Matthew D. Morrison, a native of Charlotte, North Carolina, is an Assistant Professor in the Clive Davis Institute of Recorded Music at New York University’s Tisch School of the Arts. Matthew holds a Ph.D. in Musicology from Columbia University, an. M.A. in Musicology from The Catholic University of America, and was a Presidential music scholar at Morehouse College. He has been awarded the Susan McClary and Robert Walser Fellowship from the American Council of Learned Societies Fellow from 2021-2022, where he held a residency at the University of Edinburgh, Scotland, and the Institute for Advanced Study in the Humanities, and is currently in residence at the Dahlem Humanities Center at the Freie Universität, Berlin.
His published work has appeared in publications such as the Journal of the American Musicological Society, Women and Performance: A Journal of Feminist Theory, the Grove Dictionary of American Music, Oxford Handbooks, art forums/publications, and on Oxford University Press's online music blog. He also contributes creatively as a dramaturg and artistic consultant within the arts. Matthew has served as a consultant and facilitator with arts organizations on programming and issues related to equity and justice, such as The Schubert Club and “The Sound Track of America” opening concert series at the SHED, NYC, along with Quincy Jones, Steve McQueen, and Maureen Mahon. From 2017-2018, has collaborated on planning and moderating the multi-city touring forum with the Glimmerglass Festival Opera to discuss the role of art in stimulating public discussion about equity, diversity and inclusion in opera, as well as operas commissioned by the Breaking Glass project.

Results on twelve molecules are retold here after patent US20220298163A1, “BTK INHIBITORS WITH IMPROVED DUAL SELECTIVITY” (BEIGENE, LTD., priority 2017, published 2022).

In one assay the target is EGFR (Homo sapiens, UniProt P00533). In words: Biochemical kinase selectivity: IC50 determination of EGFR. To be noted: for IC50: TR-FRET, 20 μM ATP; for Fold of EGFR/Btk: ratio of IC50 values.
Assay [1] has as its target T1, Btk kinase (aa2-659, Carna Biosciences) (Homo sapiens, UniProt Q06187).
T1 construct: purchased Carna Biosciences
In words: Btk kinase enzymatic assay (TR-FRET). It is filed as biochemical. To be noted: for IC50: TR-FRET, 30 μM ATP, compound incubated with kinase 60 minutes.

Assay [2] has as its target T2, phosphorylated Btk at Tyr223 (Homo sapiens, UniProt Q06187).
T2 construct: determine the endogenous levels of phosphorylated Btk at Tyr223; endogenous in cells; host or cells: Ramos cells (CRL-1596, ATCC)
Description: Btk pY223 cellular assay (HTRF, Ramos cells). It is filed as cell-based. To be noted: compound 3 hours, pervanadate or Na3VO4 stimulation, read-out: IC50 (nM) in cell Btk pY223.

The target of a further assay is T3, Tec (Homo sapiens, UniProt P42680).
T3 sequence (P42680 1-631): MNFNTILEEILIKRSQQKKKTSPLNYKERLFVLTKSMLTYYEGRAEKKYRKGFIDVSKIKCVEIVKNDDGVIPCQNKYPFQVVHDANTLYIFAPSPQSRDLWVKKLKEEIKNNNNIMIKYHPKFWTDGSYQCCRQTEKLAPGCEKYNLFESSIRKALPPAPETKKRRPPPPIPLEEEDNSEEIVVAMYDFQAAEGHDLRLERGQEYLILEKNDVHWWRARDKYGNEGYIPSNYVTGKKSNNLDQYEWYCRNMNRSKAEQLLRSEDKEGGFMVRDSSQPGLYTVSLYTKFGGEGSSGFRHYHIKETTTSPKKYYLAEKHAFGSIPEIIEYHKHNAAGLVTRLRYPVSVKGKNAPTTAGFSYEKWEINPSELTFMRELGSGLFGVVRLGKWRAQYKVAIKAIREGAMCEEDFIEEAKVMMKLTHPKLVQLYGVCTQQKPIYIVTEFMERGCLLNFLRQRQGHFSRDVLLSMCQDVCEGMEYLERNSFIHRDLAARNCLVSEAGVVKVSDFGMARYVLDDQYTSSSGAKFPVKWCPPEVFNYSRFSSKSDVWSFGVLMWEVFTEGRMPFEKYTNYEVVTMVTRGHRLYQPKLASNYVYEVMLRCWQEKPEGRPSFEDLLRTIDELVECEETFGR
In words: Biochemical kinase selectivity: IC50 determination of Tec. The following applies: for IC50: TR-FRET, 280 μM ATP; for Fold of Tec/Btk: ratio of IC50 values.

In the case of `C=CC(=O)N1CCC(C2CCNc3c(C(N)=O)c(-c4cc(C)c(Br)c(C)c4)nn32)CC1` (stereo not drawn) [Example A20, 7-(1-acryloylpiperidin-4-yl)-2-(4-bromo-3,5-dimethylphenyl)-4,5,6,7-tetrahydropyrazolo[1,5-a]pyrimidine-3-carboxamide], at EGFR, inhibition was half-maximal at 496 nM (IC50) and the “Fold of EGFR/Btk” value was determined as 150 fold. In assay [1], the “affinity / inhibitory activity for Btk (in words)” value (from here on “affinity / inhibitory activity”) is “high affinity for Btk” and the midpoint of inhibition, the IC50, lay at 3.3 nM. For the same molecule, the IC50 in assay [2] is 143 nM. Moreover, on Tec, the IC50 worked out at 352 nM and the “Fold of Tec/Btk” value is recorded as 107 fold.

Matthew’s book, Blacksound: Making Race in Popular Music in the United States, is currently under contract with the University of California Press. This book traces the aesthetic and political legacy of blackface minstrelsy in an effort to uncover the relationship between performance, (racial) identity, and (intellectual) property in the making of (global) popular music and its industry from the early nineteenth century into the present.